23. unfortunately this article does nothing…so he struck out in an unusual matter. you pointed it out something we all saw. anything new?

    Comment by Smyly — October 27, 2012 @ 12:20 pm

  24. I’m fascinated by this apparent need/delight in slamming stories that bunches of folks, from the comments, are finding valuable. I see it on every board, baseball, politics, science fiction, what-have-you, and don’t really understand the motivation.

    Comment by bookbook — October 27, 2012 @ 1:38 pm

  25. One possibility that it happened while a runner was stealing and the catcher blocked the umpire while reacting to get in position to make a throw. I’ve seen some pretty good pitches get called balls because the catcher jumped up to make an attempt on a base stealer and the umpire had to guess.

    Comment by Robert — October 27, 2012 @ 1:42 pm

  26. I ditto your ditto and raise you one.

    Comment by Baltar — October 27, 2012 @ 2:38 pm

  27. To borrow a pseudo-Scrabble phrase from one of those curiously sinister Jack in the Box commercials, Smyly here has delivered a classic “no nookie” post.

    Actually, thinking of statements of that class as “no nookie” statements is a good way of keeping myself from becoming irritated by them. It’s an easy phrase to remember and easily evokes the proper mindset of humor faintly tinged with pity.

    In that sense, for me, Smyly has made a positive impact on my life and I owe him a moderate-sized debt of gratitude.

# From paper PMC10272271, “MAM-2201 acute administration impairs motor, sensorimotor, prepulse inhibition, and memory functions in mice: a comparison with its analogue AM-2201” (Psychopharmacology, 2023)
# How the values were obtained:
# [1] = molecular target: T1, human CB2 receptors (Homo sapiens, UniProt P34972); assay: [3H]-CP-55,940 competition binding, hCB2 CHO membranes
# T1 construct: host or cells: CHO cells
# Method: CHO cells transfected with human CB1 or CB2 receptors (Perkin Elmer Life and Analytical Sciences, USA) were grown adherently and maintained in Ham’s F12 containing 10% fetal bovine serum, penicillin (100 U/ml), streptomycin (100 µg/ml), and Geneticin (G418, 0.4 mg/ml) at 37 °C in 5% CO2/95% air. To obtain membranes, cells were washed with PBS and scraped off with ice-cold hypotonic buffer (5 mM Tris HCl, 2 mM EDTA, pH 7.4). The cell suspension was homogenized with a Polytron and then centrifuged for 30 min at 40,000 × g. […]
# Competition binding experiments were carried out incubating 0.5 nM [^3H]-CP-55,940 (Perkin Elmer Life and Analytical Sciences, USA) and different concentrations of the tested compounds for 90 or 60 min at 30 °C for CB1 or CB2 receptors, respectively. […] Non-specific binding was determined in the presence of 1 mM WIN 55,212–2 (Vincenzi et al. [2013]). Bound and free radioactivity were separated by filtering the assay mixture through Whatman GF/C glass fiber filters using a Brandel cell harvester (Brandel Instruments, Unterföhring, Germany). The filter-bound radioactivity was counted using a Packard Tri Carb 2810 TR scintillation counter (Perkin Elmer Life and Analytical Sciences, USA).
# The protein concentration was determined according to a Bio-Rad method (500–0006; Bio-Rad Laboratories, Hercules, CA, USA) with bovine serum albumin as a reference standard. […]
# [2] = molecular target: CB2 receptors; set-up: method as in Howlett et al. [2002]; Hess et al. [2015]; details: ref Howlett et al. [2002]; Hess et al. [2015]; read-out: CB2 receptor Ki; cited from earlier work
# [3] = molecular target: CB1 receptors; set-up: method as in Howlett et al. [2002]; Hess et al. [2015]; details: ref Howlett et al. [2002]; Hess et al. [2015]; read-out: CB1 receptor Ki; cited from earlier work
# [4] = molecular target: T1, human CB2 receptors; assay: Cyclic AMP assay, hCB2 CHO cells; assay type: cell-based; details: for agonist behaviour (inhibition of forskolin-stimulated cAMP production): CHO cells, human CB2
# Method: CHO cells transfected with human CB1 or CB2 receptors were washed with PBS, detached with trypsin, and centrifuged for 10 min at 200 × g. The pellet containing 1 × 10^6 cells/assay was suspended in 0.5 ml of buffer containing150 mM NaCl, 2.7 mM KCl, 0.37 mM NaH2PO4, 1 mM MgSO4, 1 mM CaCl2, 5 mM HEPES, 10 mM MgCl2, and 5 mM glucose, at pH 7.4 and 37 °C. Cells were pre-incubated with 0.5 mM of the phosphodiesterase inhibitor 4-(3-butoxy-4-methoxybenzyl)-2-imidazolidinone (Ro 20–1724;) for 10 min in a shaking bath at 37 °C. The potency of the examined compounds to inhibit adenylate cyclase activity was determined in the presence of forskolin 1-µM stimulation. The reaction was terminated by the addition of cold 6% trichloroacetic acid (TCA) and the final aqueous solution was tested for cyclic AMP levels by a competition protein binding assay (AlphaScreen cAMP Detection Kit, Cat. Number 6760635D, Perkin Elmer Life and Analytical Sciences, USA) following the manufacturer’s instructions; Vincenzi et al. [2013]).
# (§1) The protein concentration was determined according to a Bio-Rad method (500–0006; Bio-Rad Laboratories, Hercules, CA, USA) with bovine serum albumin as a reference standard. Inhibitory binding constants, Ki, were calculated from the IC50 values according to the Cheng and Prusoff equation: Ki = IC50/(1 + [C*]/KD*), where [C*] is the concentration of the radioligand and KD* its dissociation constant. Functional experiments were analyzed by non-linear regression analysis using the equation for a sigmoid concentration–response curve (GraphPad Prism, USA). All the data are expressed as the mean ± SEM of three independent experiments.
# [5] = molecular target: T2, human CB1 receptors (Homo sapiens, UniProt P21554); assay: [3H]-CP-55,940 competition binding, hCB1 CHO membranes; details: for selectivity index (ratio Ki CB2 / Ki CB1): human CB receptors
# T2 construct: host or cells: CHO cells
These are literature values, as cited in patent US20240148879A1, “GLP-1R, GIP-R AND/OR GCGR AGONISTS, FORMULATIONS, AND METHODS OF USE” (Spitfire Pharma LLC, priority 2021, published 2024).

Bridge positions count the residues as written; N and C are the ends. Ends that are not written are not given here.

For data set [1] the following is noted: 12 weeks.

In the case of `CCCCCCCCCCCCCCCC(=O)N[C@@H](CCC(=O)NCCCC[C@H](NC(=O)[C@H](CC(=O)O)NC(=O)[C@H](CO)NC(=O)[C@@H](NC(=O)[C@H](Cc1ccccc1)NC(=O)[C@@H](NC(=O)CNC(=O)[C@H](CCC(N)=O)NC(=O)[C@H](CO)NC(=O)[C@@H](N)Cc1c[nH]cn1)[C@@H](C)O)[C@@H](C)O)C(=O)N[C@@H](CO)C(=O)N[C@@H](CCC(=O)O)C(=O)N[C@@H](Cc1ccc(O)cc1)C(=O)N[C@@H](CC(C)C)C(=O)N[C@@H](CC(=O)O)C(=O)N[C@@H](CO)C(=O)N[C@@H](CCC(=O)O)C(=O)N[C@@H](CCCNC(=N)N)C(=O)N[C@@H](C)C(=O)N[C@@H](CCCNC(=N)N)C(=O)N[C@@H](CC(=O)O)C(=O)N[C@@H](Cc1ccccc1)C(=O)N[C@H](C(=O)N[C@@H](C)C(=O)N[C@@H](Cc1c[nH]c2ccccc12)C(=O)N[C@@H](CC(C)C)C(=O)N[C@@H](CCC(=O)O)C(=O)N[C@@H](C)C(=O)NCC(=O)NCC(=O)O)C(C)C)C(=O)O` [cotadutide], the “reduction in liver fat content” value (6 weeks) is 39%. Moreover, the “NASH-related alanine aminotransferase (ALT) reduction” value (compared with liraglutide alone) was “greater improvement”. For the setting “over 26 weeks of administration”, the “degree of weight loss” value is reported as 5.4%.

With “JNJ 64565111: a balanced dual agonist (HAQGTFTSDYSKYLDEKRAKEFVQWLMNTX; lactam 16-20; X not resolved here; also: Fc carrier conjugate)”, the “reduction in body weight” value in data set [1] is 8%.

Comment by Gary York — October 27, 2012 @ 2:39 pm

  28. You Portlandia people are weird.

    Comment by Baltar — October 27, 2012 @ 2:46 pm

  29. But I enjoy your TV show and loved being on it once.

    Comment by Baltar — October 27, 2012 @ 2:57 pm

  30. “another anomaly in an otherwise normal World Series” — what the hell does that even mean?

    Comment by joser — October 27, 2012 @ 3:00 pm

  31. Conjecture,

    Scutaro was looking 2 seam, and got a 4 seam. From a tall guy like Smyly, it’s hard to pick it up.

    Comment by channelclemente — October 27, 2012 @ 3:23 pm

  32. I still think that the strangest part of this sequence is Laird’s reaction. Yeah, they got a big strikeout, but he reacts to Smyly in the way that catchers normally do when a pitcher hits a corner perfectly. It seems like the pitch was supposed to go lower and more inside, but it drifted up and over the plate. It’s about the worst pitch you can throw, but the best result possible. As a Giant’s fan, here’s to hoping Laird keeps on encouraging his pitchers after they throw that pitch.

    Comment by Jake — October 27, 2012 @ 6:34 pm

  33. They’re not writers, so they don’t understand the value and difficulty in writing something that some, but not all, people enjoy. They do feel a sense of pride in pointing out, in writing, the failures of writers however.

    Comment by Andre — October 27, 2012 @ 7:02 pm

  34. It’s just another rainy day in the midst of a drought.

    Comment by Matt — October 28, 2012 @ 10:48 am

  35. i never call anyone an idiot… but my god…

    its sarcasm dude.

    Comment by Sleight of Hand Pro — October 29, 2012 @ 1:19 pm